Your Most Trusted Source of Foreign News and Views About the United States
By John Saxe-Fernández
July 21, 2005
Having been taken advantage of by
[President] Bush in the name of “national security,” a painful series of
events has driven the judiciary and police, in view of the 9-11 attacks and
the resulting worldwide indignation, to countenance a resurgence of the
intelligence agencies in the
Greenpeace and the American Civil
Liberties Union (ACLU), groups that champion civil rights, accuse FBI
officials of using the powers of the Patriotic Act [Providing Appropriate
Tools Required to Intercept and Obstruct Terrorism] "to erase the border
that separates legitimate activities of civil disobedience from terrorist
activities, in an attempt to repress political opposition" (La Jornada ,
7/19/05). This is part of a systematic erosion of the Constitution and the
establishment of a state of emergency, giving the police and military
exceptional powers under that "Act," many clauses of which were set to
expire this year. But Bush, taking advantage of the 7-7 attacks in
Members of the Project for a New American Century (PNAC), the source of the much of this policy, occupy [or occupied] key positions in the Bush government (Cheney, Rumsfeld, Wolfowitz, Bolton, et cetera). It is important to remember that the "main script" for the ascent of the new right was synthesized in a document called Rebuilding America’s Defenses, drawn up by the PNAC in September of 2000.—Read: 'Rebuilding America’s Defenses' [PDF File]
At the time, the PNAC presented the prospect -- and then in power expected -- "a catastrophic and catalyzing event - like a new Pearl Harbor," that mobilizes public opinion and allowed it to apply its theories and plans of action (Rebuilding ... cited by Chalmers Johnson in The Sorrows of Empire, Metropolitan, 2004, p. 229). For the PNAC, the events of Sept. 11 were propitious, allowing the instigation of a putsch.
A few days after 9-11, Condy Rice interpreted the tragedy, with its more than 3,000 dead, as an "opportunity." Rice, then at the helm of the National Security Council, summoned its members and asked them "... to think about how to capitalize on these opportunities to fundamentally change United States’ doctrine and reshape the world, as a result of September 11," adding: "I really think this period is analogous to 1945-1947," the period of harassment during the Cold War, now denounced by Greenpeace and the ACLU.
At the moment, the ACLU is sounding the alarm by the making submissions to a bipartisan legislature [The U.S. Congress] dominated by the Republicans, about the President’s demands for the renovation and indefinite extension of the Patriotic Act. To the accumulation of despotic acts (systematic torture, incarcerations and secret military courts, etc.) two oppressive measures are added: first, the silent maneuvering in the Congress for, in the words of The New York Times ( NYT , 7/16/05), "to destroy one of the pillars of the Constitution: the right to habeas corpus in federal court ... It is appalling that lawmakers would visit such destruction on a basic human right that's been painfully secured across three centuries of jurisprudence."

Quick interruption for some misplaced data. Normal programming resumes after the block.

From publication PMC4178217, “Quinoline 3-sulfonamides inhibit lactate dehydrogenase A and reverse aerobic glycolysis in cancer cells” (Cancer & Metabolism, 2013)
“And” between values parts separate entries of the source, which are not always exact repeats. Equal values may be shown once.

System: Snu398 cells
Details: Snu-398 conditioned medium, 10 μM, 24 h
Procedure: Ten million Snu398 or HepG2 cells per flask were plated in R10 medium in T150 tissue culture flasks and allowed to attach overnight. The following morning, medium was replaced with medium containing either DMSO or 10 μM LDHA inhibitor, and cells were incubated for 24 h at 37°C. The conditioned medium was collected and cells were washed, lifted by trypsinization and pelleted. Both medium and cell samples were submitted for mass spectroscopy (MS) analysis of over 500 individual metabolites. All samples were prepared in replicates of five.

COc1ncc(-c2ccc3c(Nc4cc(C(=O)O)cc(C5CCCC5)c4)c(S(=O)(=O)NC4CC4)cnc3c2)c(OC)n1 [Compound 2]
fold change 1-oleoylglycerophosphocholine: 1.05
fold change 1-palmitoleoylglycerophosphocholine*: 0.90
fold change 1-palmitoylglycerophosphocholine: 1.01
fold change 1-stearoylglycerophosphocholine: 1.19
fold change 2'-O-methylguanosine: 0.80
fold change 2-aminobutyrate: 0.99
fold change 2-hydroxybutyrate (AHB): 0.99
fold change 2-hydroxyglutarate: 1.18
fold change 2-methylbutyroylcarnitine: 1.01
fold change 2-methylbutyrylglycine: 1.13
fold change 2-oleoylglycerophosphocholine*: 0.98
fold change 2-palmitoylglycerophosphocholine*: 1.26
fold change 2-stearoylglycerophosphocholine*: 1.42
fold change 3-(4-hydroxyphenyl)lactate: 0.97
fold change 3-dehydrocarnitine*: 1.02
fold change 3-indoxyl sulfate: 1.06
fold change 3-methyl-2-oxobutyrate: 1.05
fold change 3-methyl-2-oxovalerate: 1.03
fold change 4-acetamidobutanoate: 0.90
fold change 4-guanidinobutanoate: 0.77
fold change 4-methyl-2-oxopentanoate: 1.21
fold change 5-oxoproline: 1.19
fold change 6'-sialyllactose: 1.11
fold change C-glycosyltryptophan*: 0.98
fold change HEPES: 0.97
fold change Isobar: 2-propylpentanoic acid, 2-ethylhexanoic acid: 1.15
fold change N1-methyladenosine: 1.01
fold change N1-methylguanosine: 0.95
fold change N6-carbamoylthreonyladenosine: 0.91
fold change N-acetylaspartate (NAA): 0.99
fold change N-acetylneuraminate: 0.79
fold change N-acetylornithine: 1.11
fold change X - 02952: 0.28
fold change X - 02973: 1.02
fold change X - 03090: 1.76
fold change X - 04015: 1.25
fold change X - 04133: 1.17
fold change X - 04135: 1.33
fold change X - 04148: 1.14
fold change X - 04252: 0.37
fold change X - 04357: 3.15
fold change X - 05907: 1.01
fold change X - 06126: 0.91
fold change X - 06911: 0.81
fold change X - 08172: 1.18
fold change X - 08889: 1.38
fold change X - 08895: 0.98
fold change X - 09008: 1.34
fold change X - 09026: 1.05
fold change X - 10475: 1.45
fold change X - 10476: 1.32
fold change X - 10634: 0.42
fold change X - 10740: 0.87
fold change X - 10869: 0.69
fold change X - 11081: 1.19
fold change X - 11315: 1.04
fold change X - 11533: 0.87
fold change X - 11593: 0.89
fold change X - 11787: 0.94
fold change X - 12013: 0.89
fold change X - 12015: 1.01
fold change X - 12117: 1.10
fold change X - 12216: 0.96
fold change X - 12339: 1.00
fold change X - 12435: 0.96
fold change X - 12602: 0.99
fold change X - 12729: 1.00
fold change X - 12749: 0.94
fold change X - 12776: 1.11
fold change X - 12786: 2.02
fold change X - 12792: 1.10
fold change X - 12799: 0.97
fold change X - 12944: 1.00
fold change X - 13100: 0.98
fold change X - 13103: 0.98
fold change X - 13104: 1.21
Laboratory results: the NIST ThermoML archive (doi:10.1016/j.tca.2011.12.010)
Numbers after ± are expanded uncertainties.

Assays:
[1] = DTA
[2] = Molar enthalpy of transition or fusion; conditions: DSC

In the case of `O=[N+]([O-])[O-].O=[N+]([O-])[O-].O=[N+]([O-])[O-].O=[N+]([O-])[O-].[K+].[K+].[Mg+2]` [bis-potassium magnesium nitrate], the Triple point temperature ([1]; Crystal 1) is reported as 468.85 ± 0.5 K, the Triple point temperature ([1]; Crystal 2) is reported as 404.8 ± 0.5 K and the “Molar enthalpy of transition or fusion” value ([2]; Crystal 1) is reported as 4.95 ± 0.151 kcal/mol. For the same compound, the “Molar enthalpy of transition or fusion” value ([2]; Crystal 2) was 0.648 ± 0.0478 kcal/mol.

[Editor’s Note: A writ of habeas corpus is a judicial mandate to a prison official ordering that an inmate be brought to the court so it can be determined whether or not that person is imprisoned lawfully and whether or not he should be released from custody].
Four days earlier, the same newspaper of the establishment media informs us that the autocratic presidency is accelerating in alarming fashion, extending the dark and heavy cloak of "national security" over a vast number of official documents, which are removed from public scrutiny for the tiniest excuse.
The dawn of this dangerous regression was mainly, although not exclusively, detected after 9-11, in State files and drafts in regard to the "non-prevention" of those attacks. The New York Times indicates that the government is classifying documents to avoid public inspection "at a rate of 125 per minute" with a tendency "that almost doubles the annual number of document concealed from public view: more than 15 million last year was nearly double the number that was classified in 2001." Behind the pretext of the campaign against terror, the government vaguely categorizes documents to conceal them from the population, under headings like "sensitive security information."
In the middle of this frightful process, it is significant that the person leading those who complain of "excessive secrecy" is Thomas Kean, co-chairman of The National Commission on Terrorist Attacks Upon the United States. Kean noted that this concealment is counter-productive for security: "The best ally we have in protecting ourselves against terrorism is an informed public," and he indicated that the monumental failure of intelligence before 9-11 had nothing to do with information leaks, but information barriers between the public and the agencies responsible for security.
The White House is making a great effort to spread to the rest of the world an extension of police and military power that will lead to the social climate denounced by Greenpeace and the ACLU, and none of us [non-Americans] have any say in the matter. Fox and Abascal, by means of the "Alliance," have already included us, quietly, without any consultation.
[Editor’s Note: Asegura Carlos